How often do you see a sharp downfall or uptrend in the monthly net-inflows of mutual fund schemes? In June this year, debt-oriented schemes witnessed an outflow of ₹1.71 lakh crore, of which ₹1.52 lakh crore was from liquid funds. “This is a usual quarter-end phenomena where the industry witnesses temporary redemptions from liquid funds," said NS Venkatesh, chief executive, Association of Mutual Funds in India (Amfi).
It’s not just this month but you might be coming across such numbers on a regular basis; but how should you read them? Here’s how you should look into the numbers:
Amfi changed the format of releasing monthly figures in April this year owing to the re-categorisation of mutual fund schemes. Securities and Exchange Board of India (Sebi) re-categorised the mutual fund categories allowing the funds only one scheme per category. Sebi specified 36 categories of mutual fund schemes—amcs were not allowed to offer two schemes with identical investment mandates under different names.
One category is allowed to have only one scheme. “This is helpful for investors as they can now have a proper assessment of performance of their investment vis-à-vis the benchmark index as well as the peer group," said Nitin Shanbhag, senior group vice president – investment products, Motilal Oswal Private Wealth Management. From April 2019, Amfi started releasing the data as per the categories specified by SEBI. “When it comes to looking at these numbers on a monthly or yearly basis from a decision-making point of view, it may be more significant for industry players in most cases than retail investors. What retail investors can look at is the size of the industry, how much of that is driven by market movement and how much by the flows," said Vishal Dhawan, founder, Plan Ahead Wealth Advisors.
In some rare cases monitoring month on month performance still serves. “Month on month performance can be monitored if investments are being made for the short term which is less than a year, typically funds such as liquid funds, ultrashort term funds and arbitrage funds," said Shanbhag. Month-onmonth change may also be due to periodic factors. “A month-on-month fall or rise reflects a change in investor sentiment or change in seasonal factors such as tax saving investments that come towards the end of the financial year," said Jason Monteiro, VP - mutual funds research, Prabhudas Lilladher. He says, for example, equity fund inflows averaged just about ₹5,000 crore- ₹6,000 crore between May 2014 and October 2016. However, from November 2016 to October 2018, mutual funds inflows remained strong peaking to as much as ₹20,000 crore in August 2017 and averaging around ₹10,000 crore over the same period. This sudden rise in inflows, which can be noticed by looking at year on year numbers, can be attributed to the financialisation of savings due to demonetisation and AMFI’S campaign – ‘Mutual Funds Sahi Hai’, which was launched in March 2017, among other factors.
“Analysing y-o-y change in inflows can be highly volatile as it amplifies several variables like sentiment, increase or decrease in household savings, investor’s perception of risk, penetration of mutual funds etc. The impact of these variables is not very noticeable in the MoM change in inflows," said Monteiro.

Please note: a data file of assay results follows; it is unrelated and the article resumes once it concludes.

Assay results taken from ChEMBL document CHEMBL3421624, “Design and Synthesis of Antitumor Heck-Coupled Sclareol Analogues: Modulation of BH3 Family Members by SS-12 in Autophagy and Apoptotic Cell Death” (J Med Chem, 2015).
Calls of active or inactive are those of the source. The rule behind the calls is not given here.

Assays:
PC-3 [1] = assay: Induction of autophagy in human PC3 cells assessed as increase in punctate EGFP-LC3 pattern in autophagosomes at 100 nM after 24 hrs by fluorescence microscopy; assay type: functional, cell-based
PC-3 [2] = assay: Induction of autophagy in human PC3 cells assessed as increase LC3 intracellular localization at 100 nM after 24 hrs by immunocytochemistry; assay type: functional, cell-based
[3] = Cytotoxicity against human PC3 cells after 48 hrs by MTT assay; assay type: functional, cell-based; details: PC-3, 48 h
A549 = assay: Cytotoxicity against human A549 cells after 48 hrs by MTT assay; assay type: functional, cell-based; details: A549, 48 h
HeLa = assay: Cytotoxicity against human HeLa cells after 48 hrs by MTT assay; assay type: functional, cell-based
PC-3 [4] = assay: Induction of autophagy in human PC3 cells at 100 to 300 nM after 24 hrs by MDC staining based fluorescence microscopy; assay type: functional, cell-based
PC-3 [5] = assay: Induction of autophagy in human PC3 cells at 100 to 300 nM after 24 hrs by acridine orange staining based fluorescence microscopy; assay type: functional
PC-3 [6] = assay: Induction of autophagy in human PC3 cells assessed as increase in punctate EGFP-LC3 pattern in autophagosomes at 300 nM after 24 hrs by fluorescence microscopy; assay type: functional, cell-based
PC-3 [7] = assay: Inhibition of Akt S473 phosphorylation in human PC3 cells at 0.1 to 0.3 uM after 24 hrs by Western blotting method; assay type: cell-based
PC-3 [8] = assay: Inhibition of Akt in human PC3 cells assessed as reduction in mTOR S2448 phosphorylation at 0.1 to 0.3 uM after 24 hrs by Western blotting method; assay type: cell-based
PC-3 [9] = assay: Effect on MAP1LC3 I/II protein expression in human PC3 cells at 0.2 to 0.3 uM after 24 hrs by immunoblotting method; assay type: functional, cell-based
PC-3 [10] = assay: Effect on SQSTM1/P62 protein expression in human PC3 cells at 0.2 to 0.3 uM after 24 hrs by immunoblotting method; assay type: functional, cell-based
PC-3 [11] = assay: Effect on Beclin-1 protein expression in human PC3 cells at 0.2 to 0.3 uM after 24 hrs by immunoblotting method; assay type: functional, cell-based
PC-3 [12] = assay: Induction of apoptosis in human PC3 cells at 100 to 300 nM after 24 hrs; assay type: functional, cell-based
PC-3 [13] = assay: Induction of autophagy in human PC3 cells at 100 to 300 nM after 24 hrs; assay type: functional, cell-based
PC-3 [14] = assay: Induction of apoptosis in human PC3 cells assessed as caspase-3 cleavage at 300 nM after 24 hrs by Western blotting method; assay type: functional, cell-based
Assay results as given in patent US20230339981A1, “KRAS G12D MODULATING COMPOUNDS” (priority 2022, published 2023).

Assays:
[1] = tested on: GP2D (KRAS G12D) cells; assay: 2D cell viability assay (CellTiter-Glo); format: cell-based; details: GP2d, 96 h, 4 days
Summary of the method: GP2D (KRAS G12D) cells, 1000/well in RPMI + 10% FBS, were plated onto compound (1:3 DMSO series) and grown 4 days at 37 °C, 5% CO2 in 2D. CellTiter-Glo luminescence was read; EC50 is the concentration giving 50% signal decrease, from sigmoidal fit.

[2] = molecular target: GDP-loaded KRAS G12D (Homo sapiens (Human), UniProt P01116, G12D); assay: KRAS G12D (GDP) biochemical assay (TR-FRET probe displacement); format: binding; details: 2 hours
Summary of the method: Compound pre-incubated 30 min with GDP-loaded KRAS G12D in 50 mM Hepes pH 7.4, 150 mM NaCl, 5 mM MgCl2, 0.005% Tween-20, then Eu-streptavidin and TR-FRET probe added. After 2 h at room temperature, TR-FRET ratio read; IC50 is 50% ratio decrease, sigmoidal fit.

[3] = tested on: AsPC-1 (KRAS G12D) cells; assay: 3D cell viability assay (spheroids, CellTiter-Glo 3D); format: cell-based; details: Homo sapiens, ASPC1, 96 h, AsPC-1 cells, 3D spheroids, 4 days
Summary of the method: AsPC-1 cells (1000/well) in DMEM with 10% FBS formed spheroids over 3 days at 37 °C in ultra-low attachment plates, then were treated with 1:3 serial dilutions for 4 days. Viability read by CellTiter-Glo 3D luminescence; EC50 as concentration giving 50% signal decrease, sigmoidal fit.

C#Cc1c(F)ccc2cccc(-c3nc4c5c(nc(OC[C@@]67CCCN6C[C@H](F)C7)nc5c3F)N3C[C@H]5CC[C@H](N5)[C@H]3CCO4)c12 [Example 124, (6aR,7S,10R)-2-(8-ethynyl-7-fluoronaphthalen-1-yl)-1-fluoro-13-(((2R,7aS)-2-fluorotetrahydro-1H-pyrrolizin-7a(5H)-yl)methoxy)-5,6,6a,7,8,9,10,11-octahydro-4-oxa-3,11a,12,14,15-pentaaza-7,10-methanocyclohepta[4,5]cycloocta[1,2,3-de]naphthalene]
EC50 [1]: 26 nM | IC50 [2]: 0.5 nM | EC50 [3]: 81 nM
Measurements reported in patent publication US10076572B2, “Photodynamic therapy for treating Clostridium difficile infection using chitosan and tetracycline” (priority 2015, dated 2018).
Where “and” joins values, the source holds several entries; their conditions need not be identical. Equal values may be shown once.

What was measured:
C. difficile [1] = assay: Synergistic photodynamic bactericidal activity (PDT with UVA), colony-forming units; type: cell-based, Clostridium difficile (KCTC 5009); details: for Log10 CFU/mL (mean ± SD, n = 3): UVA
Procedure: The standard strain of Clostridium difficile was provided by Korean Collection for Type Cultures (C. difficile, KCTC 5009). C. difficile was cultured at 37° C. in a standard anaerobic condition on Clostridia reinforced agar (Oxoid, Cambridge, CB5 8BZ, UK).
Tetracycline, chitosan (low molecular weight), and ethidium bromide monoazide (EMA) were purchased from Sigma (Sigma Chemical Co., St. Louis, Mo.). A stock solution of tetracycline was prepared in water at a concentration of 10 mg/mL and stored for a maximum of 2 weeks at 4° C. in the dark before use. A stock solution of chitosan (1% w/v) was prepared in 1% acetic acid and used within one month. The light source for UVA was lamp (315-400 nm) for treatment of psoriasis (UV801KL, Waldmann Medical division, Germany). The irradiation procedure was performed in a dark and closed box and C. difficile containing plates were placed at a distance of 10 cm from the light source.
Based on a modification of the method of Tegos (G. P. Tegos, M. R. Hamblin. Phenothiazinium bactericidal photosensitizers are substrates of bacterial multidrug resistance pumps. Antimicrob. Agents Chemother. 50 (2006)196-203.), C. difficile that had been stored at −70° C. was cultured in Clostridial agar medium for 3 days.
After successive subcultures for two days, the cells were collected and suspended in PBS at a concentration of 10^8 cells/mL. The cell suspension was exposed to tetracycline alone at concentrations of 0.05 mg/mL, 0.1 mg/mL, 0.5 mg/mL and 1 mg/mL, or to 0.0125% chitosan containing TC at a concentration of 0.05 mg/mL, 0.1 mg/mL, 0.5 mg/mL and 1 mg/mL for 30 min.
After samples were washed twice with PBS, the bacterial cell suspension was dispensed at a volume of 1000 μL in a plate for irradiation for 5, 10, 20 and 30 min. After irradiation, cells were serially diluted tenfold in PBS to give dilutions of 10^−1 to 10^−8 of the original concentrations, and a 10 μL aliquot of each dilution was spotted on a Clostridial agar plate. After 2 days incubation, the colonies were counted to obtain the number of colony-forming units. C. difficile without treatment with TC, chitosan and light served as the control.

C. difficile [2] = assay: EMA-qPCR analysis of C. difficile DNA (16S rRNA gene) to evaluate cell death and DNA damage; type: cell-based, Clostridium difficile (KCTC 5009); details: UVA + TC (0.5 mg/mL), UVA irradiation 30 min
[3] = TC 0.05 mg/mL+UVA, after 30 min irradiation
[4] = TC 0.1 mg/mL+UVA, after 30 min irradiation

Month-on-month trends reflect the trends that exist more in the shorter term. “We chart the numbers over a one-year period to see how the trend of inflows has changed. For example, under equity mutual funds, inflows have dropped from around ₹10,000 crore (May to October 2018) to about- ₹5,000 crore (February 2019May 2019) currently. This shows that investors are turned cautious of the market. However, on the positive side, inflows through SIPS has remained strong, rising to about ₹8,200 crore in May 2019 from ₹7,304 crore in May 2018," said Monteiro.
Even when comparing on a year on year basis, you may have to compare them within a particular time band if any major events had occurred. “It may not be prudent to compare year on year rise or fall or compare inflows within a particular time band. Over the years, we have observed that markets are driven largely by sentiments or major events in the short term. In such a scenario, it may be more advisable to compare inflows pre or post-election or pre/post NBFC crisis. Markets have different underlying factors at different point in time," said Devang Kakkad – head research, Equirus Wealth.
This data gets released every month but it comes with a month’s lag. “It is a lag indicator hence it may not be effective to decide your future," said Dhawan. However knowing how to read the numbers is still essential. “In the fixed income section, it is important for you to know that corporates and institutional investors dictate the inflow and outflow. So if there is a sudden volatile situation, you should know that it might be completely seasonal due to advance tax season, balance sheet publications or many others," he said.
For equity and hybrid schemes, there are two parts: SIP investments and lump sum. “SIP investments tend to be stable and give an indication that more and more investors are investing in them. When it comes to lump sum investments, such numbers act as contrarian indicators. For example, recently the inflows in small and mid-caps had risen but doesn’t mean you should invest in them too. It is always better to invest in the market when the market is cheaper and there is negative news flow," Dhawan added.
There might be many ways than one to interpret these numbers. It is always prudent to consult your advisor before making any investment decisions basis any trends or numbers.